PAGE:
Increased regulation by both the U.S. and the European Union (EU) may ultimately create new tax obligations for multinational organizations. To maintain compliance with domestic and international tax requirements, organizations will need to solidify their internal reporting mechanisms in order to determine their obligations for compliance with new procedures.

Many companies have already begun the process of outlining impact assessments and have created a framework to align to these new standards. At the moment, the EU’s new reporting standards seem to be focused on transparency with the principal financial casualty being costs associated with reporting. In the case of the U.S. requirements, the Supreme Court’s recent decision not to challenge important policy decisions will result in heavy tax obligations for multinationals previously seeking to shelter earnings abroad. The following recaps these two major developments.

Cross-Border Arrangements with EU Tax Benefits

The EU’s cross-border tax arrangement rules, known as the DAC6 directive, will reach the scheduled one-off reporting deadline on Aug. 31, 2020 for arrangements entered into during the range of June 25, 2018 through June 2020. While several EU member countries have decided to extend this August 31 deadline for six months, at least one member – Germany – has announced it will not extend it. These rules require companies based in the EU as well as intermediaries to disclose any Reportable Cross-Border Arrangements (RCBAs).

Any RCBA entered into after July 1, 2020, also must be reported to the EU home country on a rolling basis no later than 30 days after its inception.

Several factors will contribute to determining whether an activity where a material tax benefit is realized qualifies as an RCBA, including:

  • Confidentiality
  • Fees related to the tax advantages of the arrangement
  • Standardized documentation
  • Using a company’s losses to offset tax liability
  • Taxable revenue converted into lesser or tax-exempt revenue
  • Asset exchange resulting in a circular transaction
  • Deductible payments where the tax rate is approximately zero

Other distinguishing factors of an RCBA will by themselves trigger reporting requirements, such as claiming depreciation in multiple jurisdictions or entering into transfer pricing arrangements between related parties. These reporting changes may have larger implications for companies that have enjoyed easy access to European markets as local residents – now, companies may be encouraged to move operations in order to capitalize on tax benefits which otherwise will be under greater scrutiny.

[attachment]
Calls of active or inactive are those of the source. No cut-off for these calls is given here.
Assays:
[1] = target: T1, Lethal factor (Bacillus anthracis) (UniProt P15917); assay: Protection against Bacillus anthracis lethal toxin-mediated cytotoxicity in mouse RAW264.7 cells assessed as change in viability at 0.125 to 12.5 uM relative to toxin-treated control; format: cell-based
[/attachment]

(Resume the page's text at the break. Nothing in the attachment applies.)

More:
U.S.-based multinationals are required to comply with these provisions for any of their EU-based entities.

Altera v. Commissioner and the Arm’s Length Standard

U.S.-based companies not only will face increased regulatory pressure from the EU’s tightening of tax reporting, but may also see their own domestic tax planning upset by policy change.

The U.S. Supreme Court recently denied Altera Corporation’s request to hear an appeal of the Ninth Circuit’s decision, which requires U.S. stock-based compensation to be included in cost-sharing agreements for intellectual property development with foreign related parties, resulting in significant additional taxable income to U.S. parties. Altera has received support from other large multinationals in urging that this decision will result in extreme financial losses for both public and private companies.

Previously, compensation in the form of stock options was not thought to be regarded as an actual cost in determining a QCSA (Qualifying Cost Sharing Arrangement). However, the development of FAS 123 determined that stock-based and other equity compensation must be included on a company’s balance sheet and reported with revenue. The Appeals Court asserted that the evaluation of stock-based compensation supports its inclusion under the arm’s length standard applicable to pricing between related parties. Both Altera and other major companies with similar compensation vehicles supported the dissenting opinion that certain arrangements with international scope fall outside of this arm’s length classification.

The Supreme Court’s refusal to hear appeal of the Altera case will make offshoring of intellectual property development more difficult for organizations that use stock options and other equity compensation to attract talent, as is very common among technology companies and start-up ventures. It also opens the door for the IRS to apply its newly validated regulatory principles to prior years in an effort to claw back substantial taxes on existing cost-sharing arrangements. The larger adverse consequence of this precedent could be the loosening of regulatory rulemaking required by the Administrative Procedure Act, thus reverting to the observed practice of the U.S. Treasury obfuscating its adoption of new tax regulations. In light of this outcome, U.S. companies may be more motivated to keep even international intellectual property development within U.S. boundaries.

Stay Tuned for Tax Implications

In the case of DAC6, strict sanctions will be levied on those that fail to comply with the new rules, so U.S. companies will need to pay close attention to tax benefits that fall within EU jurisdictions. Under newly affirmed cost-sharing regulations, U.S. companies will have a harder time deferring U.S. taxes on intellectual property developed for use abroad.

If you have questions or more information on these developments, please feel free to contact John Forry, Managing Director and Leader of the CBIZ West Coast International Tax Practice. He can be reached at JForry@cbiz.com or (646) 345-0586.

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Published on July 27, 2020